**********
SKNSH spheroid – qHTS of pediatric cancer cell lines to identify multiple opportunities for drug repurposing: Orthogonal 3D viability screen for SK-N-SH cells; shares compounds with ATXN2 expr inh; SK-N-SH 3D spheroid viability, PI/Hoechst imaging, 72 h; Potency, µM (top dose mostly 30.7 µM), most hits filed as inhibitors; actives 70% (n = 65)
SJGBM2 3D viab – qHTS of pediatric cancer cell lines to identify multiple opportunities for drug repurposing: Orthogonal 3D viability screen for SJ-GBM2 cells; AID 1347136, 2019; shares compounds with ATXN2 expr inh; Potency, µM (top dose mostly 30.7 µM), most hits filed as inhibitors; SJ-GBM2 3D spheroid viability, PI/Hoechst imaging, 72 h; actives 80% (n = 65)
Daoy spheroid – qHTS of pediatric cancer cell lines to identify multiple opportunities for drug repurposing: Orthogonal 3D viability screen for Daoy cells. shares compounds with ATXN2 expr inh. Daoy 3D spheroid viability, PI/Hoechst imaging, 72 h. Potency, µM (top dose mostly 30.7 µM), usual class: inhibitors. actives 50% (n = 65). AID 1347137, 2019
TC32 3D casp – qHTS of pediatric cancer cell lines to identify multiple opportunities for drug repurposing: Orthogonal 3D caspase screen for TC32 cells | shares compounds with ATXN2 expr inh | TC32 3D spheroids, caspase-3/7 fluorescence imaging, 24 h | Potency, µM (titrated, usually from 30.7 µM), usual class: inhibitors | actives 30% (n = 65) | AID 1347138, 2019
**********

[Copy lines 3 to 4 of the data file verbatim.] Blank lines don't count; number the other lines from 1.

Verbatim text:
Daoy spheroid – qHTS of pediatric cancer cell lines to identify multiple opportunities for drug repurposing: Orthogonal 3D viability screen for Daoy cells. shares compounds with ATXN2 expr inh. Daoy 3D spheroid viability, PI/Hoechst imaging, 72 h. Potency, µM (top dose mostly 30.7 µM), usual class: inhibitors. actives 50% (n = 65). AID 1347137, 2019
TC32 3D casp – qHTS of pediatric cancer cell lines to identify multiple opportunities for drug repurposing: Orthogonal 3D caspase screen for TC32 cells | shares compounds with ATXN2 expr inh | TC32 3D spheroids, caspase-3/7 fluorescence imaging, 24 h | Potency, µM (titrated, usually from 30.7 µM), usual class: inhibitors | actives 30% (n = 65) | AID 1347138, 2019